Saint Eustace and his Companions20 September 2013
The great martyr for Christ Eustace (Eustathios) was a solider of renown in Rome at the time of the Emperor Trajan in about the year 100, and was known as the most acclaimed of all for his virtue, courtesy, disposition, charity and sympathy towards the poor. He had previously been called Placidas and his wife was Tatiana.
When he was still enslaved to the delusion of the idols, because of his great devotion and nobility, he was deemed worthy of being called to the faith by God, as Saint Paul had been. This happened because once, when he was hunting a stag and had drawn quite close to it, he saw, between its antlers, the precious Cross, which was shining more brightly than the sun. And He saw Christ, Who was crucified for us, standing there and heard a voice which said: “Placidas, why are you persecuting me. It’s me, Christ”. He was then schooled in the ways of piety by Christ and he and all his family were baptized. Placidas was named Eustathios, his wife Theopisti; one son became Agapios and the other Theopistos.
After this he was taught by Christ, who appeared to him, the temptations he was to undergo as a trial, like Job. And that he would be handed over to a demon which would test him. And so at once he, his wife and children left all their possessions and their homeland. On the voyage, he was robbed of his wife by the captain, a barbarous and brutal man. Both his children were taken by wild animals as they were crossing a river. Despite this, through Divine Providence, the wife and children were kept safe and sound. Eustathios thereafter worked for a wage and lived the life of a labourer, though he’d once been rich and an officer. But he suffered this bravely, with an adamantine spirit, for no short length of time.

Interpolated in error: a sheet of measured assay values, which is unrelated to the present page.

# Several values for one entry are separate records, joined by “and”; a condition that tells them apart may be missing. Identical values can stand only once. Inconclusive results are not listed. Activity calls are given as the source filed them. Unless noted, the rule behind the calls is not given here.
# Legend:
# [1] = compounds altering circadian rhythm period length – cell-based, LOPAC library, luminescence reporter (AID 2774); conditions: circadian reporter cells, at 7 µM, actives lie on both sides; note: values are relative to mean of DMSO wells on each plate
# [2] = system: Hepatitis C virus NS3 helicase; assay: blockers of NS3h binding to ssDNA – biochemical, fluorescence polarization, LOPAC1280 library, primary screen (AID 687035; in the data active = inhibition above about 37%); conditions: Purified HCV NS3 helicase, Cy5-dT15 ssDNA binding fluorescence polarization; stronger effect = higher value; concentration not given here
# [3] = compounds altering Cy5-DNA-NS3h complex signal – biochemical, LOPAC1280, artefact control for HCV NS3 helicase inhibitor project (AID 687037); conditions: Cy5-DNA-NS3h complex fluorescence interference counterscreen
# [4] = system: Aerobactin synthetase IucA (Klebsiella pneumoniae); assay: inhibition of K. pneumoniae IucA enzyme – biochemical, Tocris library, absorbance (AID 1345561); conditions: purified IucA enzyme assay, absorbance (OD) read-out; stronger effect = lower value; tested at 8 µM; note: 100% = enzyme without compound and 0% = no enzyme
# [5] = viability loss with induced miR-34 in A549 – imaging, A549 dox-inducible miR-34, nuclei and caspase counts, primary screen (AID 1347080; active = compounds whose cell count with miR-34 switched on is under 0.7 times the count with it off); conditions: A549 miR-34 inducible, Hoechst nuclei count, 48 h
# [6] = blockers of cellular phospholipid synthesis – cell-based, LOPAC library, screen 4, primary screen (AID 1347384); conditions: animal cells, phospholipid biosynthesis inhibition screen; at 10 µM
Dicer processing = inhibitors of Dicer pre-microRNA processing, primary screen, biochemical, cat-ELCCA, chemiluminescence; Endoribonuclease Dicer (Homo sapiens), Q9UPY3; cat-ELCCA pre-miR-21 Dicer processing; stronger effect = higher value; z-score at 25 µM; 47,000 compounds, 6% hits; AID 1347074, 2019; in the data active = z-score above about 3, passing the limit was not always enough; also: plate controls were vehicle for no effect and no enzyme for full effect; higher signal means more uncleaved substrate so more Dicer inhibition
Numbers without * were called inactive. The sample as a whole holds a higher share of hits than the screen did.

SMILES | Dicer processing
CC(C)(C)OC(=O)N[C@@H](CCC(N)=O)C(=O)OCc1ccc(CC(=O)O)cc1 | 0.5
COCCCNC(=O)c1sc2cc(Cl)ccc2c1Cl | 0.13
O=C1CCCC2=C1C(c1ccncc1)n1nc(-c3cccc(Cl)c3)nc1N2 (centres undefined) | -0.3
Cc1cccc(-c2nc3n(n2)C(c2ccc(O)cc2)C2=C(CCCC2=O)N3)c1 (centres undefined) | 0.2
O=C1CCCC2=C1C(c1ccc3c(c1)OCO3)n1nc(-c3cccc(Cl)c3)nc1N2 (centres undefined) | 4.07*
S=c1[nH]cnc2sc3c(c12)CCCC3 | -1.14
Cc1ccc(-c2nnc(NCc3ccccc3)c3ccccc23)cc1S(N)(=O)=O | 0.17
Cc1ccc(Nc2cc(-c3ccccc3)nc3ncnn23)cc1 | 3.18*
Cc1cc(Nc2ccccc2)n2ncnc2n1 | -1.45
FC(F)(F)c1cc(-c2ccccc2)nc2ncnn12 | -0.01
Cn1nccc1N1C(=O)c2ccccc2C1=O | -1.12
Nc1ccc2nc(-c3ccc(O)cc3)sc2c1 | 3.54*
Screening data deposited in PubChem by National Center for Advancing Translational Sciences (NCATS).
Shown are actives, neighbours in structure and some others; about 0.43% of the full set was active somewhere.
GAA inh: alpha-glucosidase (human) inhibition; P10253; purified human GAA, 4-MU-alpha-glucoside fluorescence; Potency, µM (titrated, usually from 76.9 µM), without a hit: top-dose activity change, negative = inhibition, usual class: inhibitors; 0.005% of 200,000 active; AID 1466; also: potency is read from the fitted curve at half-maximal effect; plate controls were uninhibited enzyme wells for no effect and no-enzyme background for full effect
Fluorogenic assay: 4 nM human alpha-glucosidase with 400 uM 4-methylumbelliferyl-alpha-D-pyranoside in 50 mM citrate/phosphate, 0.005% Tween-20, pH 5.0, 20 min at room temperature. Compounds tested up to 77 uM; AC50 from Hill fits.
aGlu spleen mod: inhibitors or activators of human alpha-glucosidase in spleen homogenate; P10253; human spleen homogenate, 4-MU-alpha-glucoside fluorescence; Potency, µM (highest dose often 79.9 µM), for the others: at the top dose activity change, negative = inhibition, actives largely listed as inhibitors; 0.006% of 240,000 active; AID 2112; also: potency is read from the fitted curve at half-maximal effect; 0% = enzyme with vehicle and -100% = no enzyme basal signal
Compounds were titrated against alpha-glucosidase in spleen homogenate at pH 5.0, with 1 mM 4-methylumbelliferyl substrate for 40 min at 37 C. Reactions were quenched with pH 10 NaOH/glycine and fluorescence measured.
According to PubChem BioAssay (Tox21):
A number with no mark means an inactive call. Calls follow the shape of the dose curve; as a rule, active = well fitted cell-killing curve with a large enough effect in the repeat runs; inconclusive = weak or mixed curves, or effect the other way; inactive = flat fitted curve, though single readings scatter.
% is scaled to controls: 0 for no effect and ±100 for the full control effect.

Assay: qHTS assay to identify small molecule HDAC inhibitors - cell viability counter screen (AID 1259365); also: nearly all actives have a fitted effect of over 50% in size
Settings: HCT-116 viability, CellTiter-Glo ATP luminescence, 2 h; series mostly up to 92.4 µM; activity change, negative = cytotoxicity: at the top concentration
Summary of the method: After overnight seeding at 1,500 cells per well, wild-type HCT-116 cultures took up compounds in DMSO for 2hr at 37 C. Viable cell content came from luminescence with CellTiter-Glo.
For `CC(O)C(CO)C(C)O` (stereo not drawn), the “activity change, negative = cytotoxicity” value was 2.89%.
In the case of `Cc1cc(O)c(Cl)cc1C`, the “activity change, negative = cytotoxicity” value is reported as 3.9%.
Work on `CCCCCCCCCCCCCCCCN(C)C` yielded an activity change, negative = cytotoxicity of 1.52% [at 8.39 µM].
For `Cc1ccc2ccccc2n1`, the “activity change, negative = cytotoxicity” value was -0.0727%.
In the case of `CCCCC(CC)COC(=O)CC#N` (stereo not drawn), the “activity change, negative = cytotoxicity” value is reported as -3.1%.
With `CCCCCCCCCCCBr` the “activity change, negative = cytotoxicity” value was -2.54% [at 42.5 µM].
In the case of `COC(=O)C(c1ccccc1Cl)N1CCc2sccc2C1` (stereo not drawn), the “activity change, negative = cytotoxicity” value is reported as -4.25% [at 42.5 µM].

But since it happened that barbarians attacked the Roman lands, a search was made for someone who could be of assistance in this barbaric war. Then the emperor remembered bold Eustathios with his former feats and victories. A search was organized throughout the world, though Eustathios was barely remembered by the emperor’s men, who were astonished at the miserable picture he presented and the poor condition in which he found himself.
When he’d been presented to the emperor and honoured magnificently by him, he regained his former rank. He led the campaign against the barbarians and routed them utterly.
On the way back to Rome after the war, by the dispensation of our ingenious God, he found his wife and children again and recognized them. So God was glorified by all because of the miracle He’d arranged to happen for them.
But when he got back to Rome with his wife and children, however, in 117, he found that Hadrian was emperor. The emperor rewarded Eustathios with great gifts for his victory and urged him to make a sacrifice of thanks to the gods. Eustathios replied however, that he had achieved this victory with the power of Christ, not that of the idols. This enraged the tyrant.
In the first place, he stripped him of his rank as general. Then he fed him and his children to wild lions, but when he saw that they were unharmed by the animals, he ordered that they be put into a red-hot metal contrivance in the shape of a bull.
And so, on the one hand, their sacred souls were given into the hands of God, and, on the other, their holy bodies remained entirely untouched by the fire. Those who were not of the faith were moved to astonishment and to faith in Christ, whereas the Christians were moved to praise God. The faithful then took the relics and buried them with veneration.
Source: Saint Nikodimos the Athonite, Συναξαριστής, vol. I, pubd. by The Brotherhood of Hieromonk Spyridon, New Skete-Holy Mountain, pp. 153-6.